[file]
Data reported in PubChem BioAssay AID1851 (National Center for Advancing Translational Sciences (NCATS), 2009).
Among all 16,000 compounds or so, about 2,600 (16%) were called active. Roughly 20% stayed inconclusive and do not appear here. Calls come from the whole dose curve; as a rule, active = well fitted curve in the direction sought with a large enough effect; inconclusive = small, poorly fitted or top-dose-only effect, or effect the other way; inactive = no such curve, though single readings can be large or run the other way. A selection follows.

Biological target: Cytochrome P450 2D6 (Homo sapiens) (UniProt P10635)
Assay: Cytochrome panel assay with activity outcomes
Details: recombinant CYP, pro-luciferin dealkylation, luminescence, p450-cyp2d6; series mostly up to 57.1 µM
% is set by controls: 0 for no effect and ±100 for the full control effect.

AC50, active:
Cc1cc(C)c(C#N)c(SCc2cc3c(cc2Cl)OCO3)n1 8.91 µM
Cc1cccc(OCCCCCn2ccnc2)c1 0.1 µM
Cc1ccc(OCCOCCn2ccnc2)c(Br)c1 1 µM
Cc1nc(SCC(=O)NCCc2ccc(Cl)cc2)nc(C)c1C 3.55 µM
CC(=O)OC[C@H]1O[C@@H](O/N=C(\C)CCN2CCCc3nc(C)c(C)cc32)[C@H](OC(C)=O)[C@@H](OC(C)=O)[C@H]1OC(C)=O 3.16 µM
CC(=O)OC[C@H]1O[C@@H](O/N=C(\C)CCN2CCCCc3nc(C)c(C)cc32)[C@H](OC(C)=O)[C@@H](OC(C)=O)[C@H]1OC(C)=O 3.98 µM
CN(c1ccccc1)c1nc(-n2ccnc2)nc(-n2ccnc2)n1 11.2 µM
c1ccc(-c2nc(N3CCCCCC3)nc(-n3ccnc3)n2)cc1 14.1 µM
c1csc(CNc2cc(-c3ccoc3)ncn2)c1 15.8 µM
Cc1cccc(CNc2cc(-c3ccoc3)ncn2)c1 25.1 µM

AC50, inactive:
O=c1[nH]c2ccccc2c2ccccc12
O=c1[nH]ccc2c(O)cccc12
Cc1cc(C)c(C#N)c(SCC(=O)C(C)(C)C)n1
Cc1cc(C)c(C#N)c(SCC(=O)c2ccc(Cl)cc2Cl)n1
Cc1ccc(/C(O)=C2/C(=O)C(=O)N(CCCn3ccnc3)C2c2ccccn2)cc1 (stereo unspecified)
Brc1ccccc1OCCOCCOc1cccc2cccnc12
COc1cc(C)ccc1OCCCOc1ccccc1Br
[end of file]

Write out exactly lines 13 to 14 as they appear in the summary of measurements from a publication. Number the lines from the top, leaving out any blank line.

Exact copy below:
CC(=O)OC[C@H]1O[C@@H](O/N=C(\C)CCN2CCCCc3nc(C)c(C)cc32)[C@H](OC(C)=O)[C@@H](OC(C)=O)[C@H]1OC(C)=O 3.98 µM
CN(c1ccccc1)c1nc(-n2ccnc2)nc(-n2ccnc2)n1 11.2 µM